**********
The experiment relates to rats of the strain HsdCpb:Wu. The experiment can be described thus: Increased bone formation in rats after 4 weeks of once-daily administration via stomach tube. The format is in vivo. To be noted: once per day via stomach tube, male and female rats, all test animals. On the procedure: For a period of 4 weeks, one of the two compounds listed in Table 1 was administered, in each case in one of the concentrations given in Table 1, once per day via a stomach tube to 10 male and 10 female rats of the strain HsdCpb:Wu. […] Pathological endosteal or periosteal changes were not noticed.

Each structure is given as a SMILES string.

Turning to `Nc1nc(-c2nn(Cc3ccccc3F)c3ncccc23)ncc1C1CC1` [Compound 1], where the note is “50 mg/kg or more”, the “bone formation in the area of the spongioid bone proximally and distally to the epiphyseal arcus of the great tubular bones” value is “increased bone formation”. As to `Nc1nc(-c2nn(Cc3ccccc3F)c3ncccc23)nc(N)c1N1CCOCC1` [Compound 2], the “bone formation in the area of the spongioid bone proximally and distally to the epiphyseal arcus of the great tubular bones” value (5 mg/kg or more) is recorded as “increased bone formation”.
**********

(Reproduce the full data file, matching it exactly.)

The experiment relates to rats of the strain HsdCpb:Wu. The experiment can be described thus: Increased bone formation in rats after 4 weeks of once-daily administration via stomach tube. The format is in vivo. To be noted: once per day via stomach tube, male and female rats, all test animals. On the procedure: For a period of 4 weeks, one of the two compounds listed in Table 1 was administered, in each case in one of the concentrations given in Table 1, once per day via a stomach tube to 10 male and 10 female rats of the strain HsdCpb:Wu. […] Pathological endosteal or periosteal changes were not noticed.

Each structure is given as a SMILES string.

Turning to `Nc1nc(-c2nn(Cc3ccccc3F)c3ncccc23)ncc1C1CC1` [Compound 1], where the note is “50 mg/kg or more”, the “bone formation in the area of the spongioid bone proximally and distally to the epiphyseal arcus of the great tubular bones” value is “increased bone formation”. As to `Nc1nc(-c2nn(Cc3ccccc3F)c3ncccc23)nc(N)c1N1CCOCC1` [Compound 2], the “bone formation in the area of the spongioid bone proximally and distally to the epiphyseal arcus of the great tubular bones” value (5 mg/kg or more) is recorded as “increased bone formation”.